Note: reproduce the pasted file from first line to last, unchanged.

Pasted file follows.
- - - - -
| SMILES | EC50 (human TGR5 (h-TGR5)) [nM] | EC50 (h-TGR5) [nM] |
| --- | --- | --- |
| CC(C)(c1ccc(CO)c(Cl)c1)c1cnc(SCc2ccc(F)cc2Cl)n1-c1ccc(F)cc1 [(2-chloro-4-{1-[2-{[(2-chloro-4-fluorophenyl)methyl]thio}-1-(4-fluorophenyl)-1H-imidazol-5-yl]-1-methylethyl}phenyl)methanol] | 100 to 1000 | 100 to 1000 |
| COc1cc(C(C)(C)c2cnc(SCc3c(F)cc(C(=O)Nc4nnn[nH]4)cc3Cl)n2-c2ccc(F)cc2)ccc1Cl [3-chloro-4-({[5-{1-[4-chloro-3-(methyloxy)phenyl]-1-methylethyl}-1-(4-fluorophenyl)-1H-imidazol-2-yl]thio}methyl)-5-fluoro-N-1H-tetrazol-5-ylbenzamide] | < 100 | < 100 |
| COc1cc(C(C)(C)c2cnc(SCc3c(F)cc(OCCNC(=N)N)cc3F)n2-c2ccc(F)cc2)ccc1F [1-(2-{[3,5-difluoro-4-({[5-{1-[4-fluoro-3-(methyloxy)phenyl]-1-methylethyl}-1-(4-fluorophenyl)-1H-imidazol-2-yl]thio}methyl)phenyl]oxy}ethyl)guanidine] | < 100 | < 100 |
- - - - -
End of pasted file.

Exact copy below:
| SMILES | EC50 (human TGR5 (h-TGR5)) [nM] | EC50 (h-TGR5) [nM] |
| --- | --- | --- |
| CC(C)(c1ccc(CO)c(Cl)c1)c1cnc(SCc2ccc(F)cc2Cl)n1-c1ccc(F)cc1 [(2-chloro-4-{1-[2-{[(2-chloro-4-fluorophenyl)methyl]thio}-1-(4-fluorophenyl)-1H-imidazol-5-yl]-1-methylethyl}phenyl)methanol] | 100 to 1000 | 100 to 1000 |
| COc1cc(C(C)(C)c2cnc(SCc3c(F)cc(C(=O)Nc4nnn[nH]4)cc3Cl)n2-c2ccc(F)cc2)ccc1Cl [3-chloro-4-({[5-{1-[4-chloro-3-(methyloxy)phenyl]-1-methylethyl}-1-(4-fluorophenyl)-1H-imidazol-2-yl]thio}methyl)-5-fluoro-N-1H-tetrazol-5-ylbenzamide] | < 100 | < 100 |
| COc1cc(C(C)(C)c2cnc(SCc3c(F)cc(OCCNC(=N)N)cc3F)n2-c2ccc(F)cc2)ccc1F [1-(2-{[3,5-difluoro-4-({[5-{1-[4-fluoro-3-(methyloxy)phenyl]-1-methylethyl}-1-(4-fluorophenyl)-1H-imidazol-2-yl]thio}methyl)phenyl]oxy}ethyl)guanidine] | < 100 | < 100 |